Sierra Club Great Lakes Guide Making a Splash
This summer the Sierra Club's Great Lakes Program released a Citizen's Guide to Protecting the Great Lakes, kicking off a series of activities throughout the region highlighting actions needed to protect and restore the Great Lakes, which hold one-fifth of the world's fresh surface water and provide drinking water to 42 million people.
The Guide was inspired by the Great Lakes Regional Collaboration Strategy, a comprehensive plan to protect drinking water and the economic future of the region. "The guide outlines steps for governments to take," says Sierra Club organizer Melissa Damaschke, "but it also details ways individuals can help in their own communities, like building a rain garden to collect and filter water."
"We've held trainings in Green Bay and Detroit, and another is coming up in Ohio," says Ashley Brenke of the Great Lakes Program. "People love the Great Lakes, and there are so many ways to help protect this vital ecosystem."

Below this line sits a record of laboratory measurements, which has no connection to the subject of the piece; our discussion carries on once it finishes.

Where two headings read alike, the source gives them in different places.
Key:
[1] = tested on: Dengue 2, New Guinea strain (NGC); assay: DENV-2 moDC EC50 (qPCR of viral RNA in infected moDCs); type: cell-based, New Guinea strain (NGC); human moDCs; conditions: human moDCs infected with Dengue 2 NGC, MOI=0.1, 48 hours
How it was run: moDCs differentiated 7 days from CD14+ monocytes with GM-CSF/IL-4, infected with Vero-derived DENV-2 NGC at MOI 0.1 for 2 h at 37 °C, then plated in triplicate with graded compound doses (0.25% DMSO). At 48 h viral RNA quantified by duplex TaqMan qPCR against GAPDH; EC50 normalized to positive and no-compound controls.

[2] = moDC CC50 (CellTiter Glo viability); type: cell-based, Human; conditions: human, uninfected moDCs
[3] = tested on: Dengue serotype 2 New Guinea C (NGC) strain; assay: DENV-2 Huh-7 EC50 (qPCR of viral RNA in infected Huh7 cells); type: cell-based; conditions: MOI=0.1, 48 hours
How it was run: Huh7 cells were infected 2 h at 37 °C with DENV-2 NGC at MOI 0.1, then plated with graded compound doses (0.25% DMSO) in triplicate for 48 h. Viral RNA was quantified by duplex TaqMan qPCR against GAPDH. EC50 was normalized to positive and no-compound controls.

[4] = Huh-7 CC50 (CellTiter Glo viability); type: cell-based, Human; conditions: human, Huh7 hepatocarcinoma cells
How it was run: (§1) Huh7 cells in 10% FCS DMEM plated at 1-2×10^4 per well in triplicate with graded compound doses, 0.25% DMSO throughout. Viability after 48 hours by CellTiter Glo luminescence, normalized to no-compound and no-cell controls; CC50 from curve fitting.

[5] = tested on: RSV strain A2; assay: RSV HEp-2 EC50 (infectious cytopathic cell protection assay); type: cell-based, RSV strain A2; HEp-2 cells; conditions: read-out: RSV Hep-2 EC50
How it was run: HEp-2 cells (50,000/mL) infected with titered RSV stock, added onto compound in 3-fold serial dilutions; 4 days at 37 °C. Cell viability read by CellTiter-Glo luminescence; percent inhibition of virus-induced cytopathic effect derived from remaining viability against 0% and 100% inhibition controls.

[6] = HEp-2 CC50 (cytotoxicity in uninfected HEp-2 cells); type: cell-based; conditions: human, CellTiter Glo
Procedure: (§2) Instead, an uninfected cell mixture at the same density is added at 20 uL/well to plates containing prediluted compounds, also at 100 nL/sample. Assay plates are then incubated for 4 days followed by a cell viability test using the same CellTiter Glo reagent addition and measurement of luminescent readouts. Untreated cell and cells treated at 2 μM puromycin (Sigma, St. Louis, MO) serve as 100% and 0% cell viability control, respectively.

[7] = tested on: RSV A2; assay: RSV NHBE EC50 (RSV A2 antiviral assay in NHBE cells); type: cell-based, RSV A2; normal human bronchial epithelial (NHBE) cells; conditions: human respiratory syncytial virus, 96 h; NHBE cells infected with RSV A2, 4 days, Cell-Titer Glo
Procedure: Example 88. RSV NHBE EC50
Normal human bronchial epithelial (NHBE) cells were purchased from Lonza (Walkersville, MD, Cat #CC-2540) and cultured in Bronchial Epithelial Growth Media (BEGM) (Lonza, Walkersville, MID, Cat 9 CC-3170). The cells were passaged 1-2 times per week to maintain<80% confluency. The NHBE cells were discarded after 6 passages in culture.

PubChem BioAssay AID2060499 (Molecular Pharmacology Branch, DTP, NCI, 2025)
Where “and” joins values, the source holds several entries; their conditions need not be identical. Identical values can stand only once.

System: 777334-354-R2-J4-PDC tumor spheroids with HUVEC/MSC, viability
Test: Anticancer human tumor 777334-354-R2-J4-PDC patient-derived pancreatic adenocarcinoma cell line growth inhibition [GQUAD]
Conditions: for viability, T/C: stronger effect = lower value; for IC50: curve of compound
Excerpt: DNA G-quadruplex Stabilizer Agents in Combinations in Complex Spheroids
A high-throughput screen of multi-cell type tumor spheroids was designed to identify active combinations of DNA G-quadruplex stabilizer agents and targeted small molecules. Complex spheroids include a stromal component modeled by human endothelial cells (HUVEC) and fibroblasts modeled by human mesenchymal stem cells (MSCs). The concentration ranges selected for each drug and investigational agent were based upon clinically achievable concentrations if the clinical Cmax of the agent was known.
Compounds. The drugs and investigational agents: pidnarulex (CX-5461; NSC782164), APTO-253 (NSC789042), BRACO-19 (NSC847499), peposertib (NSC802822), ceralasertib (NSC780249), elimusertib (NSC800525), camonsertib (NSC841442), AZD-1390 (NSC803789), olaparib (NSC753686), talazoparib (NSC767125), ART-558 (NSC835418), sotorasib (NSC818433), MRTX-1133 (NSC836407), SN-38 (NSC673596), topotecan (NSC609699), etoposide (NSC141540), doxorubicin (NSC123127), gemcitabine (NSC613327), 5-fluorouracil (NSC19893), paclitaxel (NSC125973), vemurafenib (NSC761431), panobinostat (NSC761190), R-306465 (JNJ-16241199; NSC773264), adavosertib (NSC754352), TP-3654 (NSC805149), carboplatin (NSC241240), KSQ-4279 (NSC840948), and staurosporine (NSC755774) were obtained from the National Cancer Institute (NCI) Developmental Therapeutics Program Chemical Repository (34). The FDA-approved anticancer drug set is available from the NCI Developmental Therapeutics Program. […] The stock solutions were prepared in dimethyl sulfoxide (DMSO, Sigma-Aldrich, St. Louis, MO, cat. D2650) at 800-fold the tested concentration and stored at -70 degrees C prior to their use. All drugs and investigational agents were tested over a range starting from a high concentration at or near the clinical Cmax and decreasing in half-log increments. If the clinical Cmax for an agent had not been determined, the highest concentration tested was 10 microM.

Don Hughes, above left, and Italia Millan use no pesticides on their lawn in Auburn Hills, Michigan, to prevent runoff into the nearby Clinton River and Lake Michigan. Jeff Sytsma, above right, is leading efforts by the Club's Southeast Gateway Group in Wisconsin to install rain barrels in the Racine-Kenosha area. Below left, Peter and Anne Bray of Birmingham, Michigan, have planted native species and created rain gardens on their property. Fellow Michiganders Sue Norman and Craig Ressler of Caledonia, below right, save 7,000 gallons of water annually by using a front-loading washing machine.